These people trusted a product & because you think they didn’t do their due diligence, they deserved to die for it.

      Also, if you get drunk in bar & they keep serving you & then something happens (accident, etc) that bar is liable. Where I live, that bar is liable.

      • Barbiem says:

        Thinking people need to take responsibility for what they put in their bodies and thinking they deserve to die are 2 different thinks. You sound unhinged.

      • Barnabus says:

        Kokiri. Your deductive reasoning is completely off-base. People with medical conditions need to go the extra mile in monitoring what they eat and drink. Failure to do so can have fatal consequences. My example of drinking a bottle of vodka was about over-consumption. People have died from alcohol poisoning after mass consumption in a short period but to my knowledge, no alcohol manufacturers have been held accountable or liable. Super-sized sodas never came with a warning — and were never promoted as being healthy — but they’ve been slowly phased out due to health risks. Anyone drinking something called Charged Lemonade might have wanted to check the label first. If I had a heart conditioning, I absolutely would have.

  3. Pittie Mom says:

    It’s baffling to me that they are still selling this. The optics are terrible and no one needs that much caffeine in a single serving (and I say that as a black coffee drinker who has 2-3 cups each morning).

    • FancyPants says:

      Exactly- who is this drink even intended for? How do they keep children from getting it? [How are people not projectile crapping their pants in the middle of drinking this?]

    • Whyforthelove says:

      Thank you! It takes some time to drink 2-3 cups of coffee and everyone knows to expect coffee to have caffeine and regulate accordingly. I can pound a lemonade in 3 minutes if I’m thirsty. I remember this same thing happened in the 90’s with Jolt cola and guess what they stopped selling it. People died there is no coming back from that?!?! Put a damn warning label on it and sell it as only one serving. Make people affirmatively choose to get a second serving and pay for more caffeine or just take the loss and stop adding to the problem ?!?! I say this as an attorney and a damn human being

  4. Plums says:

    I go to Panera a lot for lunch and tried the charged lemonades a couple times, but never became a regular drinker of them because the green tea is my go-to, and the charged drinks honestly didn’t taste good, imo. They absolutely tasted like energy drinks, which doesn’t mesh well with a meal, imo. But can also confirm they were sold as a “green” alternative to a regular cup of coffee, not an energy drink, and when they were first introduced, the fact that they were caffeinated at all wasn’t prominent on the signage. really think Panera fucked up on this one.

  5. Lizzie Bathory says:

    Her symptoms (abnormal heart rate, shortness of breath, brain fog, etc) with no underlying condition all sound very much like the effects of long COVID, which I’m sure will have to be ruled out.

    Still, it seems nuts to continue selling such a heavily caffeinated drink as just lemonade, especially after they’ve already been sued. I’m guessing they’ll wind up pulling the product eventually.

  6. Bumblebee says:

    Selling this as a fountain drink with free refills? So irresponsible. And to people putting this all on the consumer…I guess you haven’t noticed all the safety regulations food manufacturers are required to follow. There is a lot of reasons for that. This drink is a great example of that.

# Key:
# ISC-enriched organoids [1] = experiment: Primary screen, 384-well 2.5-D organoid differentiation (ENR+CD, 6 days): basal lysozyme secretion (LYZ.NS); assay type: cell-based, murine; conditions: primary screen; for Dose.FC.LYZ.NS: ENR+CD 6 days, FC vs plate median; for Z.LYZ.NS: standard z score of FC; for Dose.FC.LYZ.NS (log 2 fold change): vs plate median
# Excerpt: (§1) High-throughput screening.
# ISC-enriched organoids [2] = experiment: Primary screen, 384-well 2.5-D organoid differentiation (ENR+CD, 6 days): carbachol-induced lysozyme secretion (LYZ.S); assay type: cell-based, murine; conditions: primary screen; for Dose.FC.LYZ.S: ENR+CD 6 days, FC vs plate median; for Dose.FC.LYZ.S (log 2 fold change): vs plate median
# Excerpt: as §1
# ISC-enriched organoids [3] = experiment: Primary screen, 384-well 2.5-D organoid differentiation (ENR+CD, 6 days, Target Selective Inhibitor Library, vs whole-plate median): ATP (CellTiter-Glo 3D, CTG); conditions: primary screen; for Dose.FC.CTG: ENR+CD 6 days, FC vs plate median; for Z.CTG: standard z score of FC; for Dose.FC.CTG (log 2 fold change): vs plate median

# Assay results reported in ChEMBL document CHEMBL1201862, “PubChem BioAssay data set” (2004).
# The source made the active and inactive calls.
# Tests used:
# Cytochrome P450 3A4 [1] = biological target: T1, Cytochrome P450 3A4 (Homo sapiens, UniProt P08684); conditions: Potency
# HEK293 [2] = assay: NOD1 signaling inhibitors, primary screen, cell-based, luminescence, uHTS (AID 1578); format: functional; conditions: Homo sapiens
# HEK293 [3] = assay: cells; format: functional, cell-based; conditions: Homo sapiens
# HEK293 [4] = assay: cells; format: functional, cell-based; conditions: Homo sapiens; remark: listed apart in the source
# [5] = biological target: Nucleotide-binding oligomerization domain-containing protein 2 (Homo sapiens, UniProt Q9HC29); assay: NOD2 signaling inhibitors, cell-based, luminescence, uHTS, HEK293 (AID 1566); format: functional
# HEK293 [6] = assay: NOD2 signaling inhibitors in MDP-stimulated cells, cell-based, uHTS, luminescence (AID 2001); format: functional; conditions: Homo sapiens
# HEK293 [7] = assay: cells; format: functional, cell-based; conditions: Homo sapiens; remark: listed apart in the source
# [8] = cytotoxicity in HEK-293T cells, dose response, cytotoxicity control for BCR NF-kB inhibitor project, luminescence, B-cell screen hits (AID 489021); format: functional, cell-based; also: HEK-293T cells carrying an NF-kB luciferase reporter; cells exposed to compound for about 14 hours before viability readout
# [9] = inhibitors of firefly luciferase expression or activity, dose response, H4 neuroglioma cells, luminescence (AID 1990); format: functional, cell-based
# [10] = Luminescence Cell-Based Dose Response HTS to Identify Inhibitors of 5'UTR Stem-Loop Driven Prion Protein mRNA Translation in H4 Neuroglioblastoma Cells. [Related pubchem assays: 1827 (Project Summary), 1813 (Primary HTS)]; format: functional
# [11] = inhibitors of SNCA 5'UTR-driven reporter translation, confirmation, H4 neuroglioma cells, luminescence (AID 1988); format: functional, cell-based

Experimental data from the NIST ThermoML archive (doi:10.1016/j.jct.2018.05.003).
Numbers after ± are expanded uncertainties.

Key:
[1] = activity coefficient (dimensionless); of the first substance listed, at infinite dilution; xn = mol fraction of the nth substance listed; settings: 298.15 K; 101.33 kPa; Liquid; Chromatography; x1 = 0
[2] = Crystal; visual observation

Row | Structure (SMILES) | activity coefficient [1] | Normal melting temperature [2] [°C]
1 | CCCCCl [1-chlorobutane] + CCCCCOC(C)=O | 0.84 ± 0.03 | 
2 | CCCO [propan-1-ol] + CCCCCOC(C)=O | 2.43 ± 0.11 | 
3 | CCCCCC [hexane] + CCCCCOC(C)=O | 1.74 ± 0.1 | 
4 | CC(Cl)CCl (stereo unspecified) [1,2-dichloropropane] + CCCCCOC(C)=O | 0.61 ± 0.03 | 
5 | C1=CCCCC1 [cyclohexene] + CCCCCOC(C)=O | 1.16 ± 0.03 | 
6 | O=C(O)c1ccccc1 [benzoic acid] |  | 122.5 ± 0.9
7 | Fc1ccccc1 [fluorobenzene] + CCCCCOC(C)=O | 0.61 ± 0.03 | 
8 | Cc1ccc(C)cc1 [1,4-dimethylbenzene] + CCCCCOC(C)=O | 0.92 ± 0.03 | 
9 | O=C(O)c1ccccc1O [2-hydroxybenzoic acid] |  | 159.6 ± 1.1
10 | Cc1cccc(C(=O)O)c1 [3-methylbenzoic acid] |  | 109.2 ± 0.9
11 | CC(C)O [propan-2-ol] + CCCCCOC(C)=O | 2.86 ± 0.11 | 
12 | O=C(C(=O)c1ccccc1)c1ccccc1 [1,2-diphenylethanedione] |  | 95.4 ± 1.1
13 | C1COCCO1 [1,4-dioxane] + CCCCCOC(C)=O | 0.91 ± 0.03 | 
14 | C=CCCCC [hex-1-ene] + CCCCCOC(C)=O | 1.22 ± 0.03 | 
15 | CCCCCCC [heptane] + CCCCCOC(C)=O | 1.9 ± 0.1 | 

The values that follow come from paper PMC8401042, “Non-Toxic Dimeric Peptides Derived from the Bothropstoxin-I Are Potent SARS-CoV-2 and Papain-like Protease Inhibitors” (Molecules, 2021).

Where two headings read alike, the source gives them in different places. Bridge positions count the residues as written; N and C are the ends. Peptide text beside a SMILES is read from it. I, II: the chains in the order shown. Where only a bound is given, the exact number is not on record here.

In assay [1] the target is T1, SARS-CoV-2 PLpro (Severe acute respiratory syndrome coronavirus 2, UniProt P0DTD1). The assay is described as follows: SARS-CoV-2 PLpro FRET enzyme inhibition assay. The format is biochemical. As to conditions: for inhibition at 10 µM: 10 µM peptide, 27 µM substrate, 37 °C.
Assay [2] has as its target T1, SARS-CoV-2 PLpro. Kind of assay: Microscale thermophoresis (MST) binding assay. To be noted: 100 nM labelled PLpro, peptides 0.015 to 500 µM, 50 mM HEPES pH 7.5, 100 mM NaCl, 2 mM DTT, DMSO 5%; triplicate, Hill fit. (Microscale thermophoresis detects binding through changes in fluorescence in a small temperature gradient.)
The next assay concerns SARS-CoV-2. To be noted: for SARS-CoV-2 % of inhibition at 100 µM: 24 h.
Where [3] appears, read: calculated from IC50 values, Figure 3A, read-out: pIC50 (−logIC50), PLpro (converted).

7. Duck says:

    Another issue is that Panera in general markets themselves as having healthy, clean food unlike McDonald’s or Burger King. I could totally see someone thinking this is just regular lemonade with some caffeine added. I know if I ordered from Panera and hadn’t read about these drinks, I might’ve ordered one. The other issue is that these drinks are mixed by Panera staff in store. I would imagine the concentration isn’t consistent from store to store, so you can’t necessarily say the caffeine content is exactly what the website says.

  8. Bad Janet says:

    These things are a serious problem simply for not being advertised appropriately and not being safely placed in the restaurant. I went to Panera for dinner with my family and my 10 year old son filled up his cup with charged lemonade and started drinking it while I was filling up my cup from the fountain (this was AFTER the lawsuits began and all Paneras were supposed to have them behind the counter). I stopped it quickly, but he had already downed 1/3 a cup and had trouble sleeping from the caffeine. There was literally NO signage on the beverage container saying it was “charged lemonade,” either, just their flavor names! I was pissed. They can sell monster drink equivalents if they want, but that is straight up irresponsible and they deserve to be sued for it.

  9. Desdemona says:

    Why can’t people just drink water, plain water? It’s so satisfying. All these poisonous drinks should be forbidden. They’re just drugs, as addictive and harmful as tobacco or alcoholic beverages…

  10. Alexa says:

    I can believe that this wrecks havoc on your system… one cup of Charged has more caffeine (390mg) than 10 cans of coke (34mg?) each). If she drank 2.5 cups, wow…

  11. Veronica S. says:

    Eh, I once double shot an intense stimulant by accident. While it fucked my sleep, I didn’t have permanent injuries. My guess is she had an underlying minor condition that was undiagnosed and would’ve been triggered eventually, but that’s exactly why they should probably pull the drinks. Why risk the harm and potential lawsuits? It’s frankly shocking that they’re even bothering to keep it.